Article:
From a historical perspective, public exchanges of mental health information on social media platforms appeared nearly simultaneously alongside the opportunities for researchers to view and study these exchanges. To illustrate, communications scholar Lomborg  has traced the emergence of contemporary social media, both as a communicative phenomenon and a research object, to 2010. The Lomborg [ ] demarcation marks the influx of a broad range of published research examining the intersections of mental disorders and social media, for example, by studying the associations between frequency of social media use and symptoms of depression and anxiety [ ]. Within this wider range of inquiry, a research subgenre specifically focused on classifying mental health states using naturalistic data from Twitter and Facebook first appeared around 2013 [ ], and comparable studies using Reddit data followed in 2014 [ ]. The act of classifying written expressions from social media to make inferences about the mental states of users broke new ground at this time by combining disciplinary orientations and techniques from data science, psychology, and clinical psychiatry. The enthusiasm surrounding novel data sources and methodological possibilities ushered in by contemporary social media also extended to public health more broadly. For example, a 2012 commentary titled How Social Media Will Change Public Health predicted public health expanding its scope of practice as it began incorporating new streams of health data, including those related to mental health, which were now on full display because of social media [ ].
The excitement that marked the early 2010s is in many ways still behind the research efforts to study mental health using social media data. The opportunities for mental illness prevention and mental health promotion remain promising, and the capacities of machine learning (ML) for generating insights from large social media data sets have expanded. However, 2 important sources of temperance arrived later in the decade, with respective origins from social media companies and the academic community. The first is our current post–public-API age, referring to the restrictions on public access to social media data via the Facebook and Twitter APIs, which occurred in the wake of the 2016 Cambridge Analytica scandal . Although Reddit has yet to enact comparable restrictions to API access [ ], the post–public-API age has renewed emphasis on the foundations of independent social media research by highlighting that access to data is contingent on what private social media companies decide to make or keep available. Second, compelling scholarly arguments for a deeper examination of the conceptual foundations and ethical concerns surrounding the study of sensitive health issues such as mental health using social media data have increased in presence in the latter half of the 2010s [ , , ]. These key points of historical inflection provide context on how this scoping review of studies on depression and anxiety using Reddit data enters into the brief, fast-moving history of social media’s emergence as an object of dedicated research inquiry.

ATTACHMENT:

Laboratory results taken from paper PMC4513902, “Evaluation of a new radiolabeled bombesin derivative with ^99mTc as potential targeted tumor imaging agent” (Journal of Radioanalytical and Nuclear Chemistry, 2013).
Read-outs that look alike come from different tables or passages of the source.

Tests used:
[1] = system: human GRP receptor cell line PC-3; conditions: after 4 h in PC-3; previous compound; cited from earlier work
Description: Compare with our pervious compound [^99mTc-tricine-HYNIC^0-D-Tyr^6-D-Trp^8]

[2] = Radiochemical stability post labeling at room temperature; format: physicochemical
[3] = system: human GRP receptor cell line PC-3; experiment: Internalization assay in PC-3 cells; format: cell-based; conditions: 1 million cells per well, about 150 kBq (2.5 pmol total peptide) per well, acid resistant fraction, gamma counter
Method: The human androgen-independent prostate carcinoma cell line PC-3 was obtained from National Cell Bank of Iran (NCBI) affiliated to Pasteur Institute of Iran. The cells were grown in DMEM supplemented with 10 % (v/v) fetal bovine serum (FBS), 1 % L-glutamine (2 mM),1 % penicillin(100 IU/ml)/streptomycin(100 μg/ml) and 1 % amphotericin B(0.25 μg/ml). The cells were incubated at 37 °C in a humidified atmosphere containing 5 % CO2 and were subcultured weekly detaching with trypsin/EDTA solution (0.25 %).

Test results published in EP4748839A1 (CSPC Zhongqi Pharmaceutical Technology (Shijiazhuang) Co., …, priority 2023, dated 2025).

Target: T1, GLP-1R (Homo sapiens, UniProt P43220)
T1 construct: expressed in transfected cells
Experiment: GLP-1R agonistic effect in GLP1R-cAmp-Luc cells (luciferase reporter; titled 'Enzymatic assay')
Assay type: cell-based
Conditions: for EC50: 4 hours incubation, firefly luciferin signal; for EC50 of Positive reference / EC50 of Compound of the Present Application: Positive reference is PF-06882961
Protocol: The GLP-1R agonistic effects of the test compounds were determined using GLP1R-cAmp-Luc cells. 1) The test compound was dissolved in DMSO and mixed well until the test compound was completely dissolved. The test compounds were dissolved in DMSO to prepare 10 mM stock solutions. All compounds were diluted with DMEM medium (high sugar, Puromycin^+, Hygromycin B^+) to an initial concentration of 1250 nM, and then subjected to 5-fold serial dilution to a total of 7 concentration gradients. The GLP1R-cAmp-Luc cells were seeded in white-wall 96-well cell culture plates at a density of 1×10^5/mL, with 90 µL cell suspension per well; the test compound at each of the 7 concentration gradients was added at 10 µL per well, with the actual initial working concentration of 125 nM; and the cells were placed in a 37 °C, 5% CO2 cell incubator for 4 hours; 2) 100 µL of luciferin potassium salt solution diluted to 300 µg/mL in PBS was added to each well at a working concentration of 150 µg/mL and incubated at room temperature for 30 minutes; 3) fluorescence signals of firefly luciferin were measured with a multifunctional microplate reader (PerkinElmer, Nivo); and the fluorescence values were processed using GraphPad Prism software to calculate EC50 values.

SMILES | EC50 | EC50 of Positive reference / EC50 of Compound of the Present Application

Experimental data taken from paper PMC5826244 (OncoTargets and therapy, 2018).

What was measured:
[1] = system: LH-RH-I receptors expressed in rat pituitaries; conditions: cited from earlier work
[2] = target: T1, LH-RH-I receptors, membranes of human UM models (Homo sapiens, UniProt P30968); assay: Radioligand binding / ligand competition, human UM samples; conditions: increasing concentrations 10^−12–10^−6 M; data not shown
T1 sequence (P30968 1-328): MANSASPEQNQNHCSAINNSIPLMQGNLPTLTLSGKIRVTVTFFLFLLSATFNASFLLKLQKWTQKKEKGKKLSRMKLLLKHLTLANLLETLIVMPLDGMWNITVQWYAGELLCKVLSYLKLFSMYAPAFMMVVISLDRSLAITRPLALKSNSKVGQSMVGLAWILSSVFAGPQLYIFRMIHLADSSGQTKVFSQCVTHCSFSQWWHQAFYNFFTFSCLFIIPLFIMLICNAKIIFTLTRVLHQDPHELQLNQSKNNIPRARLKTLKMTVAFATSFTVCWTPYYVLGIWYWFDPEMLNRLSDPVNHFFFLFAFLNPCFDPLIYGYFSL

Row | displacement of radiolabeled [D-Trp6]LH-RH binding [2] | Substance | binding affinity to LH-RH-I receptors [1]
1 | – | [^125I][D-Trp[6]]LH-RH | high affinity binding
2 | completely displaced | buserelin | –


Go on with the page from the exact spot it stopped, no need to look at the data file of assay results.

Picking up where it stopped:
Objective and Research Questions
The objective of this scoping review is to determine the scope and nature of research conducted using Reddit as a primary data source for studying depression and anxiety. Specifically, this review proposes to answer the following broad research questions:
- To what extent have depression and anxiety been studied using the data from Reddit?
- What are the prevailing analytical practices observed in the included studies?
- What recommendations for practice have been made by the authors of the included studies?